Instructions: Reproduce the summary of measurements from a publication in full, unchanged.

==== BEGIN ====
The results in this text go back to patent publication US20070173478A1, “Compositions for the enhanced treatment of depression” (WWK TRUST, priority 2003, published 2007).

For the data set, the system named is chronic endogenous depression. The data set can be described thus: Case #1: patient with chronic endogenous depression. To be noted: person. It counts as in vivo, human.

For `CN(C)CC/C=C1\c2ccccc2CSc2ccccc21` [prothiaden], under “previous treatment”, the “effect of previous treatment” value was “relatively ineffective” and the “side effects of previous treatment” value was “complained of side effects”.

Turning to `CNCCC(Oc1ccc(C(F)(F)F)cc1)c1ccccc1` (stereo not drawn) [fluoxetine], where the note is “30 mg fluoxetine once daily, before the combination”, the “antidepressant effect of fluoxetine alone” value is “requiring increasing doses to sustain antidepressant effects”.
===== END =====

The results in this text go back to patent publication US20070173478A1, “Compositions for the enhanced treatment of depression” (WWK TRUST, priority 2003, published 2007).

For the data set, the system named is chronic endogenous depression. The data set can be described thus: Case #1: patient with chronic endogenous depression. To be noted: person. It counts as in vivo, human.

For `CN(C)CC/C=C1\c2ccccc2CSc2ccccc21` [prothiaden], under “previous treatment”, the “effect of previous treatment” value was “relatively ineffective” and the “side effects of previous treatment” value was “complained of side effects”.

Turning to `CNCCC(Oc1ccc(C(F)(F)F)cc1)c1ccccc1` (stereo not drawn) [fluoxetine], where the note is “30 mg fluoxetine once daily, before the combination”, the “antidepressant effect of fluoxetine alone” value is “requiring increasing doses to sustain antidepressant effects”.